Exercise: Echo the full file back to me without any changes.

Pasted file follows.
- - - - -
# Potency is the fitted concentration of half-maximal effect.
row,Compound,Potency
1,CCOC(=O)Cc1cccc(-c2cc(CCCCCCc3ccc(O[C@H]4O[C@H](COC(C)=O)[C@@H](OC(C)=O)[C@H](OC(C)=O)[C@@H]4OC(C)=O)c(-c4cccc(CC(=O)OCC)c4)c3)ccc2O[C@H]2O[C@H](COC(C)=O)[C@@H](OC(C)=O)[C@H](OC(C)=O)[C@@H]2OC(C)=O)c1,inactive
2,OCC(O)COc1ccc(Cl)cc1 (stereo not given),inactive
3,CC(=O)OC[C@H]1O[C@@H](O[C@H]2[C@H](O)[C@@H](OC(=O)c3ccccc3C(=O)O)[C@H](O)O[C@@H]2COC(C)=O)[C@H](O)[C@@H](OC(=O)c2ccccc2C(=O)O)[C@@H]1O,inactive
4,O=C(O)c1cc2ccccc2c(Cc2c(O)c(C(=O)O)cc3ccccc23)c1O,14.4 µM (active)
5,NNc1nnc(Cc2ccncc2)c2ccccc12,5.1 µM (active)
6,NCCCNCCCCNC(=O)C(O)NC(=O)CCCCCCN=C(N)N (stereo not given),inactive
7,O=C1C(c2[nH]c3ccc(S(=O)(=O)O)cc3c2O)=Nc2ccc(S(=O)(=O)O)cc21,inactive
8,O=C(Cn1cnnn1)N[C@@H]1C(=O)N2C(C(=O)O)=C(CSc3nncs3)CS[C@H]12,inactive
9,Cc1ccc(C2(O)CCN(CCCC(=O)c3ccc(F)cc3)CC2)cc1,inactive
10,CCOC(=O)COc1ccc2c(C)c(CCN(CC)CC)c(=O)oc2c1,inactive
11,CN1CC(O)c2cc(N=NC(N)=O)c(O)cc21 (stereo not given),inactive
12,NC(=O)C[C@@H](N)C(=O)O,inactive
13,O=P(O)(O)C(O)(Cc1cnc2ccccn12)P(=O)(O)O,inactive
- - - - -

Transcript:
# Potency is the fitted concentration of half-maximal effect.
row,Compound,Potency
1,CCOC(=O)Cc1cccc(-c2cc(CCCCCCc3ccc(O[C@H]4O[C@H](COC(C)=O)[C@@H](OC(C)=O)[C@H](OC(C)=O)[C@@H]4OC(C)=O)c(-c4cccc(CC(=O)OCC)c4)c3)ccc2O[C@H]2O[C@H](COC(C)=O)[C@@H](OC(C)=O)[C@H](OC(C)=O)[C@@H]2OC(C)=O)c1,inactive
2,OCC(O)COc1ccc(Cl)cc1 (stereo not given),inactive
3,CC(=O)OC[C@H]1O[C@@H](O[C@H]2[C@H](O)[C@@H](OC(=O)c3ccccc3C(=O)O)[C@H](O)O[C@@H]2COC(C)=O)[C@H](O)[C@@H](OC(=O)c2ccccc2C(=O)O)[C@@H]1O,inactive
4,O=C(O)c1cc2ccccc2c(Cc2c(O)c(C(=O)O)cc3ccccc23)c1O,14.4 µM (active)
5,NNc1nnc(Cc2ccncc2)c2ccccc12,5.1 µM (active)
6,NCCCNCCCCNC(=O)C(O)NC(=O)CCCCCCN=C(N)N (stereo not given),inactive
7,O=C1C(c2[nH]c3ccc(S(=O)(=O)O)cc3c2O)=Nc2ccc(S(=O)(=O)O)cc21,inactive
8,O=C(Cn1cnnn1)N[C@@H]1C(=O)N2C(C(=O)O)=C(CSc3nncs3)CS[C@H]12,inactive
9,Cc1ccc(C2(O)CCN(CCCC(=O)c3ccc(F)cc3)CC2)cc1,inactive
10,CCOC(=O)COc1ccc2c(C)c(CCN(CC)CC)c(=O)oc2c1,inactive
11,CN1CC(O)c2cc(N=NC(N)=O)c(O)cc21 (stereo not given),inactive
12,NC(=O)C[C@@H](N)C(=O)O,inactive
13,O=P(O)(O)C(O)(Cc1cnc2ccccn12)P(=O)(O)O,inactive